ORIGINALLY POSTED ON STRAIGHT.COM, APRIL 14, 2010
With its leisurely pace, melancholy score, and low-key lead actor, The Eclipse is a curious supernatural drama that quietly lulls you into complacency. But just try holding onto your popcorn when its horrors are unleashed.
The magnetic Ciarán Hinds of There Will Be Blood stars as Michael, a soft-spoken carpentry teacher in a seaside Irish village who is grieving the loss of his wife to cancer and struggling to raise two teens on his own. His interest in writing leads him to volunteer as an on-call driver for an international literary festival taking place in his picturesque hometown, where he shuttles around self-absorbed American novelist Nicholas (Aidan Quinn) and the comely and personable Lena (Iben Hjejle), a British author of paranormal fiction whose latest work has captured Michael’s imagination.
As the plot slowly—and I mean slowly—unfolds, Michael becomes enamoured of Lena and seeks her help in explaining the unsettling apparitions plaguing him of late. His seriously depressed father-in-law is fading fast in a nursing home, and Michael experiences both tame and terrifying visions of the old man at various times.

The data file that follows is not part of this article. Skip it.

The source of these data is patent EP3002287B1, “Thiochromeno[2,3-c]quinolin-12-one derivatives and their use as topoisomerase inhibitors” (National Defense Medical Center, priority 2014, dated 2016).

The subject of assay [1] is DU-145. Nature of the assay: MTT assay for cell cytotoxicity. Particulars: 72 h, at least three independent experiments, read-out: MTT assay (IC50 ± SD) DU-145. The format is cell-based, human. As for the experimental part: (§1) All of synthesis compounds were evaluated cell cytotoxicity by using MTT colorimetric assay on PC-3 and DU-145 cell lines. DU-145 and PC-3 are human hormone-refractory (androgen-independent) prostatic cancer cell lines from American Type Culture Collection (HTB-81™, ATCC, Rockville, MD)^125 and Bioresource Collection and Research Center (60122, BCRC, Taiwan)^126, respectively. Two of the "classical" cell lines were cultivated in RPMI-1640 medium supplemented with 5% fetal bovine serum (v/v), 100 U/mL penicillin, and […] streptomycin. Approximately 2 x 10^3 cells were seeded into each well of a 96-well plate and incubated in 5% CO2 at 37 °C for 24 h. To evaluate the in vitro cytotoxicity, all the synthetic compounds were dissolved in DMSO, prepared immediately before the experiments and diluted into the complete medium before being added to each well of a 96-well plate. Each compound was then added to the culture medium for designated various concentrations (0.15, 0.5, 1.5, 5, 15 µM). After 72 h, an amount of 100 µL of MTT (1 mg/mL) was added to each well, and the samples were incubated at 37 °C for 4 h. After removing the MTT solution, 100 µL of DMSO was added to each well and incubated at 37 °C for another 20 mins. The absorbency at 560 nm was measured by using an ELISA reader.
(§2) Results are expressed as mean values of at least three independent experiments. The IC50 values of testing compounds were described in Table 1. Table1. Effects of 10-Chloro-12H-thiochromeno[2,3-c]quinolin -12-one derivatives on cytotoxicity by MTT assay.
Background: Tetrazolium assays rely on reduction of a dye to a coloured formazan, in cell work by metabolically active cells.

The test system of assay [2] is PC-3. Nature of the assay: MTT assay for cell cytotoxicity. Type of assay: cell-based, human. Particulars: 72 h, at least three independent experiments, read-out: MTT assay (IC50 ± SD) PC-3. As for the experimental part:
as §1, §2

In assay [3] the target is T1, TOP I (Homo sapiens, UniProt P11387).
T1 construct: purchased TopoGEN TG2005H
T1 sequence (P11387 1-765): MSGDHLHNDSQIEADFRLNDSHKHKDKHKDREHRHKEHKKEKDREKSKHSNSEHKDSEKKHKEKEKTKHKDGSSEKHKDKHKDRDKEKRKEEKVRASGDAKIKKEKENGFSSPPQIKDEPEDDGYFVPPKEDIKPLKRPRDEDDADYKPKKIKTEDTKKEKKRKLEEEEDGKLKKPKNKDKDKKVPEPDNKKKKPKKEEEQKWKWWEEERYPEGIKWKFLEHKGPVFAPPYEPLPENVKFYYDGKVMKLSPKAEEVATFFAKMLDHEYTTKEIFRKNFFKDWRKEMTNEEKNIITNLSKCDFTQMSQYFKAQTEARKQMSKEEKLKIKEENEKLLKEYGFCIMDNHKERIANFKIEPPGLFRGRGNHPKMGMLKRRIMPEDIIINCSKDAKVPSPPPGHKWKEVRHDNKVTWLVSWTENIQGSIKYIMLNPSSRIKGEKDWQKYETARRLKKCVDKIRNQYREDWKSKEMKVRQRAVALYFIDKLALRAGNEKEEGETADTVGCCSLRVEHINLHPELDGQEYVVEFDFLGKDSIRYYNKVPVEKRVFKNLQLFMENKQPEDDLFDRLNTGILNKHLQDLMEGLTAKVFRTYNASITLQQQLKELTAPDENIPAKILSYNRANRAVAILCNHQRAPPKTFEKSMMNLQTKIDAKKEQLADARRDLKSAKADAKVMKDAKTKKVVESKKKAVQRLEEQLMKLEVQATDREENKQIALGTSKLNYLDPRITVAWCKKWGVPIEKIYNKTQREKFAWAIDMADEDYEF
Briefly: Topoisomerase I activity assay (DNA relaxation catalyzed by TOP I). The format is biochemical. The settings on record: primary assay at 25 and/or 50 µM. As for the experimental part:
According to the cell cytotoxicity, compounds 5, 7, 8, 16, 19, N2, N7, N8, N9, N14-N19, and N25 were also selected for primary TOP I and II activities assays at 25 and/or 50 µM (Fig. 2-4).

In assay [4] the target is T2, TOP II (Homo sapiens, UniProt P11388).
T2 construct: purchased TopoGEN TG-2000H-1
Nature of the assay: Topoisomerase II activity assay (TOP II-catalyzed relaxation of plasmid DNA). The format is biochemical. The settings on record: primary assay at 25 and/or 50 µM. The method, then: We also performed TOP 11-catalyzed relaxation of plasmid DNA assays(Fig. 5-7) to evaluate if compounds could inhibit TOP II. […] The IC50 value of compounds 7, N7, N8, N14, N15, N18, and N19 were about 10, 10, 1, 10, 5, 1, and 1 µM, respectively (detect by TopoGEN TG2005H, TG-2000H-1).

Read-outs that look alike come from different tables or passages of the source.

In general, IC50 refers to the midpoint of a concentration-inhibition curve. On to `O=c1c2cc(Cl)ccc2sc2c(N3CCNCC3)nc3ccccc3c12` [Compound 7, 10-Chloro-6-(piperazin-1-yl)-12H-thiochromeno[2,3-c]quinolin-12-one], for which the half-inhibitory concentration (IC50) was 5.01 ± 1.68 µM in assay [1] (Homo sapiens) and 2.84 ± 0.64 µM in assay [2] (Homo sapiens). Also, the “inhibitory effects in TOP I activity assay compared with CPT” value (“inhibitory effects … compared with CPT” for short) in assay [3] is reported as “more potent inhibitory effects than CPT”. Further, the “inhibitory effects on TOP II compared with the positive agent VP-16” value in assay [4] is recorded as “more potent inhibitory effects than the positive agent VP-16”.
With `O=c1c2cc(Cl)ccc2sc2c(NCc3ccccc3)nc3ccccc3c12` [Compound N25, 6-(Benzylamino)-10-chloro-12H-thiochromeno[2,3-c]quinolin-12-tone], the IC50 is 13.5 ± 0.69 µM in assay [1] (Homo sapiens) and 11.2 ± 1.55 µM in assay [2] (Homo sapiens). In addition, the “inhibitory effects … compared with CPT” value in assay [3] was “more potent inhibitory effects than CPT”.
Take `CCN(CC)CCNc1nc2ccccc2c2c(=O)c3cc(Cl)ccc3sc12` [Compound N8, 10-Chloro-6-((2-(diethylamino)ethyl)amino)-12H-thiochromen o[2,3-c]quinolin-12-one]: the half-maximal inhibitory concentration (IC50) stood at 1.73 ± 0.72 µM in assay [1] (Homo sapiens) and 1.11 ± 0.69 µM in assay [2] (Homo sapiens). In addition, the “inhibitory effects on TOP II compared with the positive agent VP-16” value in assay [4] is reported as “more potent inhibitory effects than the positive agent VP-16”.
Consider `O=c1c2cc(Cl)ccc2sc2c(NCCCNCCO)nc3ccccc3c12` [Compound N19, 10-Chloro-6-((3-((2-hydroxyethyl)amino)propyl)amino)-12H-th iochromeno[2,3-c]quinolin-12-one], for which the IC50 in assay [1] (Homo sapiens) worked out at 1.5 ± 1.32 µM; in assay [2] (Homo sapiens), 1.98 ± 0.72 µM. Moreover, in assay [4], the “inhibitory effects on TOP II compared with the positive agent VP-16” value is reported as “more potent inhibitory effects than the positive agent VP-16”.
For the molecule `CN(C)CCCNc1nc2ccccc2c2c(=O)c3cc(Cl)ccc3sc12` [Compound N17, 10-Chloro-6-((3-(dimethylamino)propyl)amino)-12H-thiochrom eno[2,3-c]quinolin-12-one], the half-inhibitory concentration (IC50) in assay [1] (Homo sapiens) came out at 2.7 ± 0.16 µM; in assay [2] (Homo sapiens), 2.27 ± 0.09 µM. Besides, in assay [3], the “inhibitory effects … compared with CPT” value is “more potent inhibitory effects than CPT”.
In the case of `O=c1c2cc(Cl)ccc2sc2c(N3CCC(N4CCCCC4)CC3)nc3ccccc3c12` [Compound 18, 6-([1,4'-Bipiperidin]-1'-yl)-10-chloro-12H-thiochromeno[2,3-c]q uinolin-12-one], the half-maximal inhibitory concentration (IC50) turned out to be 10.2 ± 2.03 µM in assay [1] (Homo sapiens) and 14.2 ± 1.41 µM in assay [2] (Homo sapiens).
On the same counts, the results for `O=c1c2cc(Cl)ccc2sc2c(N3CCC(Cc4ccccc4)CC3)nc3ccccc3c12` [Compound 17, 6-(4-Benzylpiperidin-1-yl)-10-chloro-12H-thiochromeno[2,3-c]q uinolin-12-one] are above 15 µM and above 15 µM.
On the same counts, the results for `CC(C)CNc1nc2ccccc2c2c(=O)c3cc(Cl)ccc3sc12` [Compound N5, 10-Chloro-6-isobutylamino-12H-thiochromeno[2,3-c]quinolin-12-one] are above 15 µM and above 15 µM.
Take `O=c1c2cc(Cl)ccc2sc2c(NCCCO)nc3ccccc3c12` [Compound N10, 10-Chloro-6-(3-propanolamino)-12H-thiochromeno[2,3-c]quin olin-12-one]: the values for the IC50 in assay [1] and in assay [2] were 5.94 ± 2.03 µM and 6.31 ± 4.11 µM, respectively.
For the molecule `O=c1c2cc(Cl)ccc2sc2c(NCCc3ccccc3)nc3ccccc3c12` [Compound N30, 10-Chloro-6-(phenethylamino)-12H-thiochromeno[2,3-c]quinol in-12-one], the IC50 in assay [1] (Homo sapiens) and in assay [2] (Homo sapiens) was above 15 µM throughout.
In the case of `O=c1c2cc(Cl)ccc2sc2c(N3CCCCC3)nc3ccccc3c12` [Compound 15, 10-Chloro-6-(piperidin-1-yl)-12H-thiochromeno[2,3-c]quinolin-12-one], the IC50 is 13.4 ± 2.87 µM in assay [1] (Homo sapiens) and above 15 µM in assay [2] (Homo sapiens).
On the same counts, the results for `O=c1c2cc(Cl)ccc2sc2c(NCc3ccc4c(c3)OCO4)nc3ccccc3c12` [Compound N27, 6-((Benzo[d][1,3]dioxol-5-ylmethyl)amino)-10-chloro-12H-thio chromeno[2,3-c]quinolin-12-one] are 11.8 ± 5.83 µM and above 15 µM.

You can’t help rooting for the sensitive, guilt-ridden, gloomy-faced guy and hoping he’ll vanquish his demons as well as rescue Lena from the unwanted advances of the loutish, booze-fuelled Yank, a former lover who now sees her as the ideal replacement for his wife.
The simmering conflict between the two men as they vie for Lena’s attentions makes for effective drama, as does Michael’s profound need to bury his burden of grief and regret. Horror fans weaned on shock-filled cinema may balk at playwright-turned-director Conor McPherson’s subtle brand of storytelling, but like any ghost tale worth telling, The Eclipse will leave you strangely haunted.
It just might take a while to recognize the feeling through that thick curtain of calm.